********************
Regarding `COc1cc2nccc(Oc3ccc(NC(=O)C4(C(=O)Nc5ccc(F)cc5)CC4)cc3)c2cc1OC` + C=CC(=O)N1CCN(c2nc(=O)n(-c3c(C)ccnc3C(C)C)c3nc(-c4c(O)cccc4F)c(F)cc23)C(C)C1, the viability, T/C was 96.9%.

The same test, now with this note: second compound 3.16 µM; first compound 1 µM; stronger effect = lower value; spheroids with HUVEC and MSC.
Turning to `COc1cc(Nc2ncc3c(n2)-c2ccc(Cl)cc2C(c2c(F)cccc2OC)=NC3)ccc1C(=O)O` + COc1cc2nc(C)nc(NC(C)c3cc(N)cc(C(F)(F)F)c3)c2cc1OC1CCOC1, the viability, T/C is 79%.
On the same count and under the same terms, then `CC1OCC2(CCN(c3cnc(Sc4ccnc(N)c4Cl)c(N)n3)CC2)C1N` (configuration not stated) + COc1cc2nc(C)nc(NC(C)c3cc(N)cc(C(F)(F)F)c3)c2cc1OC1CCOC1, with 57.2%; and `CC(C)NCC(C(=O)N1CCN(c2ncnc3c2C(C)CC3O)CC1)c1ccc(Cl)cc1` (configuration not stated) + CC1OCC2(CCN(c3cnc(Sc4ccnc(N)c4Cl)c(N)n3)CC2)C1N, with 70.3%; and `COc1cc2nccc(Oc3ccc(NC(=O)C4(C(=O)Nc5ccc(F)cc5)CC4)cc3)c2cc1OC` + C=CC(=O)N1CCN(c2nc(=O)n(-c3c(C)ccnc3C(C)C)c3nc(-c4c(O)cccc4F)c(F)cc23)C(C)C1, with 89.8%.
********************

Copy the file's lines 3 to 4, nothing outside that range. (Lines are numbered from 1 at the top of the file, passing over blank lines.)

Turning to `COc1cc(Nc2ncc3c(n2)-c2ccc(Cl)cc2C(c2c(F)cccc2OC)=NC3)ccc1C(=O)O` + COc1cc2nc(C)nc(NC(C)c3cc(N)cc(C(F)(F)F)c3)c2cc1OC1CCOC1, the viability, T/C is 79%.
On the same count and under the same terms, then `CC1OCC2(CCN(c3cnc(Sc4ccnc(N)c4Cl)c(N)n3)CC2)C1N` (configuration not stated) + COc1cc2nc(C)nc(NC(C)c3cc(N)cc(C(F)(F)F)c3)c2cc1OC1CCOC1, with 57.2%; and `CC(C)NCC(C(=O)N1CCN(c2ncnc3c2C(C)CC3O)CC1)c1ccc(Cl)cc1` (configuration not stated) + CC1OCC2(CCN(c3cnc(Sc4ccnc(N)c4Cl)c(N)n3)CC2)C1N, with 70.3%; and `COc1cc2nccc(Oc3ccc(NC(=O)C4(C(=O)Nc5ccc(F)cc5)CC4)cc3)c2cc1OC` + C=CC(=O)N1CCN(c2nc(=O)n(-c3c(C)ccnc3C(C)C)c3nc(-c4c(O)cccc4F)c(F)cc23)C(C)C1, with 89.8%.